March 22: Crain's calf strain is "a non-factor" for a "week or two." Crain estimates his time frame for a return at "end of April, beginning of May, somewhere in that time frame."
April 2: Jesse Crain believes "early May remains a realistic goal" for his return after shoulder soreness following his first bullpen in the last week. Crain:
Today was my best day throwing - today was my first good day of throwing (since the bullpen). Took it easy.
April 6: Crain is scheduled to leave the following day for Kissimmee to rehab his biceps injury. Crain:
Hopefully, within the next two weeks, I can get a batting practice in, but that just depends on how I feel and that's still a day-by-day thing...Probably a week or 10 days of rehab games.
April 25: Crain is "no longer expected to return to the mound (in May)". Luhnow:
...Over the course of the past week or so, he developed some bursitis in his shoulder. This is not related to his prior injury. We do feel he has made a good comeback from his prior injury...but the bursitis is affecting him. So we took him off the mound...Having said that, the early May timetable is no longer early May. I'm not going to give you another timetable at this point because I don't know. I assume in about a week's time or 10 days, we'll know more..."
May 12: Crain is brought from Kissimmee to Houston to continue his rehab at Minute Maid:
So far so good. The last week or so it's gotten better every day, so hopefully it will keep continuing that (sic). It feels fine, but I don't know how it feels until I go throw.
Ortiz writes that Luhnow "remains hopeful" that Crain can go on a rehab assignment by the end of May, when his 60-Day DL stint is up.
May 17: Crain throws a bullpen with 60-70% effort, "a sign that (he) is continuing on the right path." Crain:
It went good, good as I can expect right now...I was able to get through it, didn't have any setbacks. It was a positive, a step forward.
Drellich says that Crain wants to return to the Astros "sometime in June."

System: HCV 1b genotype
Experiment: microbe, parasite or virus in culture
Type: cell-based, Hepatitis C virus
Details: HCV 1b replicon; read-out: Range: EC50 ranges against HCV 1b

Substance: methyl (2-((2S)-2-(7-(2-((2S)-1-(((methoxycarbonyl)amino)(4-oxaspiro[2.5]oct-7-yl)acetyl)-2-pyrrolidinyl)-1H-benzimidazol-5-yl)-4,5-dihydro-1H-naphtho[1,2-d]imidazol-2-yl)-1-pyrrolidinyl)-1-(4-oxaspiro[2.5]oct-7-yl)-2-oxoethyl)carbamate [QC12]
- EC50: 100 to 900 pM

Non-roster invitee Peter Moylan:
To see what (Crain) was doing in Spring Training and the way he was playing catch - I played catch with him one day and the ball was coming out great - he's not far away, I'm sure.
May 29: Crain says rehab has "been the toughest thing he's been through in his career." According to the Chronicle, Crain had hoped to join the club in April, but bursitis set his rehab back:
I've been getting better every single day still, been off the mound three times and each time it's gotten better. Today was just not even a bullpen, that was just kind of getting out there and throwing a few. Which is a good sign that I can do that in between bullpen sessions...I'd say later June if I had to say a time. We have a schedule put out in pencil...sometimes you have to use your eraser and change things.
June 8: Mr. Crain goes on a road trip!
It's nice to be a part of the team, be able to travel and work with the coaching staff and the trainers up here. It creates more of a team atmosphere and makes me feel closer to being back.
Drellich writes that Crain threw a bullpen over the weekend, but everything "remains in pencil," and that he hopes to throw a simulated game "in the next week or so."
June 24: Luhnow says that Crain's (and Albers') return are still undetermined. Evan Drellich writes:
Crain was hopeful early in June he could return late in the month, although he made clear all along that rehabbing his shoulder following offseason surgery would be tricky.
July 23: Luhnow:
The good news is that there hasn't (sic) been any setbacks in a while. Everything is moving in the right direction. We're still not clear when we can get (Albers and Crain) out on a rehab assignment. They're both going to need to pitch some innings before they rejoin the club, hopefully, some time in the next couple of weeks.
August 4: The Chronicle reports that Crain's rehab is "known to be an arduous path" and that the operation Crain had in October "isn't common in baseball." A Noo-Yowerk doctor says that the recovery time of Crain's surgery is "typically six months." Luhnow responds:
There have been other players that have undergone it, but it's not a large number of players. So that was one of the pieces that we talked about prior to signing (Crain). We tried to understand the overall list, where because it's a relatively unproven surgery, we don't know how much time or success rate. Obviously, we thought it was a worthwhile gamble.